As a queer person, my relationship with lingerie is a little strange.
Whenever I feel insecure in a romantic relationship, I find myself spending hours upon hours googling lingerie. I sit in front of my laptop or lie in bed at night on my phone and start to build out narratives for each item. I could wear this or that, and suddenly I’d feel like this or that, and then my relationship would be more like this or more like that. I build up and up and up until it feels imperative that I own something I never really wanted to begin with.
Because I’m not buying the lingerie because I want to. I’m buying it because it feels like it’s what women are supposed to do.
Sometimes, I worry that my relationships aren’t “right.” Not because we’re both women, but because of how easy it is. I worry that I’m getting lazy and not putting enough effort in to attract and appeal to my partner. I worry that it’s bad that we’re always having sex in oversized T-shirts; that by not following the rules of what people are supposed to wear when they have sex, we’re somehow failing in some way.
It was pretty awkward for me when I started turning to lingerie as a way to step up my sex life. After all, I don’t even wear bras unless absolutely necessary, and even then I reach for a super-simple bralette with no wires and minimal fabric.
But when I started to worry about whether or not I should be trying to “spice things up” in my relationship, turning to lingerie felt instinctual. Maybe it’s all of the romantic comedies and novels I’ve internalized, but I felt like fictional moments were constantly playing in my head: a woman frantically searching for the perfect garter belt and push-up bra that would fix her marriage.
I’m not buying the lingerie because I want to. I’m buying it because it feels like it’s what women are supposed to do.
What made things especially complicated is that I’m a woman dating another woman. I can’t think of a single example of a queer female couple struggling with their sexual relationship in mainstream media—it’s always assumed that women who have sex with women have instantly perfect sex.
There’s the idea that women all “have the same parts,” which causes two major issues for me. First off, some queer women are trans—what’s more, there’s so much variety amongst vaginas that nothing is ever really the same. Second, the assumption that things are always easy and perfect for queer women makes it really difficult to talk about struggling with your sexual relationship, and sexual confidence in general.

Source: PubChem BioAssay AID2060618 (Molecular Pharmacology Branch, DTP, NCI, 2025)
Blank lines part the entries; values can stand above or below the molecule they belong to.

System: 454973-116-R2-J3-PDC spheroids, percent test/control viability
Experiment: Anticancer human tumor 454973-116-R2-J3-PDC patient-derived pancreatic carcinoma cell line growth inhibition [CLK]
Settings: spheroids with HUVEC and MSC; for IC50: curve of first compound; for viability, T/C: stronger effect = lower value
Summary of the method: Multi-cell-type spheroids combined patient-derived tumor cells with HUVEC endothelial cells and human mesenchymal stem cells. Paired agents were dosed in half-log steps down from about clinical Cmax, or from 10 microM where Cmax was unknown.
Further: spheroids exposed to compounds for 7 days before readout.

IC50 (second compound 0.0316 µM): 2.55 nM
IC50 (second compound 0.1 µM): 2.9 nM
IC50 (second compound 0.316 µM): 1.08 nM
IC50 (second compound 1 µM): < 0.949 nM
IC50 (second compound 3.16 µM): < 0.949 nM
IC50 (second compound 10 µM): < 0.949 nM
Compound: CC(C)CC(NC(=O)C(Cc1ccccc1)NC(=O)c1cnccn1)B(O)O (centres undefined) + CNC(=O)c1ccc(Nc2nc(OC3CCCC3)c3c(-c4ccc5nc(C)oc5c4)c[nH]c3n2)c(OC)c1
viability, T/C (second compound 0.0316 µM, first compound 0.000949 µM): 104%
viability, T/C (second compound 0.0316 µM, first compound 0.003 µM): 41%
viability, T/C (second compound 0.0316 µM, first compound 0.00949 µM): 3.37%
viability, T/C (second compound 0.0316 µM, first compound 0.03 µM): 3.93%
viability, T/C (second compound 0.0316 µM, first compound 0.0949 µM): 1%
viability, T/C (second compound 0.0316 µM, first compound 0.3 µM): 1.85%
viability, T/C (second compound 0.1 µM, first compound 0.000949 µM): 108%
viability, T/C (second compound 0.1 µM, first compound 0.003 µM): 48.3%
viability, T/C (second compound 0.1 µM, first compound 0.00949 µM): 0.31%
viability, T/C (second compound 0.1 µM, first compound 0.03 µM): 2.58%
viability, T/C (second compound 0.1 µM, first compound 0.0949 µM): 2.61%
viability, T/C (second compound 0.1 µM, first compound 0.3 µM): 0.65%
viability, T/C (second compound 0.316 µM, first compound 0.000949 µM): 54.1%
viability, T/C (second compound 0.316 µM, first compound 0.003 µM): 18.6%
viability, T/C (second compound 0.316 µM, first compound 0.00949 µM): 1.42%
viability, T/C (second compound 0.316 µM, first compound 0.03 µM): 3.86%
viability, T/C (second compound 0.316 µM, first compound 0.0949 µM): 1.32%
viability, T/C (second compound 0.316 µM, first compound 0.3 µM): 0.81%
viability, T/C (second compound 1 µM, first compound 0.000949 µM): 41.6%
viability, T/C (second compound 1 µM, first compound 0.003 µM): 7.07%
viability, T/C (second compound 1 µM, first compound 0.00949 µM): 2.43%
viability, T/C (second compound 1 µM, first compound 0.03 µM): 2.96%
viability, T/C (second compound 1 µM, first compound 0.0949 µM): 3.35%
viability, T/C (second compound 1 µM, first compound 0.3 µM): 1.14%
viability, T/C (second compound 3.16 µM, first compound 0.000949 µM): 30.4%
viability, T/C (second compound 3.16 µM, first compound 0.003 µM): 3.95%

That’s where the lingerie came in.
As I sat scrolling through more and more lingerie, I realized something: I’d never asked my partner her take on lingerie. While past partners had made their feelings clear (they loved it, they liked to see it but not to wear it, they liked black lace, but never red), I’d never actually asked this person before taking on this strange, and kind of huge, personal project. So I asked. Instead of scrolling through lingerie sites on my own, I pulled one up on my phone one night and said, “What do you think?”
And her response, to me, was shockingly simple, and made me feel like I should have probably just asked her to begin with: “What do you think?”
“The assumption that things are always easy and perfect for queer women makes it really difficult to talk about struggling with your sexual relationship, and sexual confidence in general.”
Being queer is a huge part of my identity. Trying to find lingerie that’s lacy and sexy in the expected ways make me feel kind of alien to myself and my own body. There is lingerie made specifically for queer people, like what’s sold at Bluestockings Boutique (which, sadly, is closing), the first (and only) LGBTQ+-focused lingerie store in the United States.
But while lingerie may empower other queer people, and other women, it just doesn’t make me feel sexy in the way I want to feel sexy.
So when I finally stopped to think about it, I realized I’d never really considered my own feelings in this endeavor. I knew my own take on it, but I hadn’t actually valued it: I was valuing my partners’ feelings toward my body, and their sexual experience as a result, over my own. And there was nothing empowering or worthwhile about that at all.
Most of the time, my partners and I have sex in oversized T-shirts. It might be the result of our version of queerness—or our laziness—but it ultimately provides us with a kind of comfort that makes for more sex and better sex because my partners don’t want to have sex with an uncomfortable version of me that’s just putting on a show. They want to have sex with me, T-shirt and all.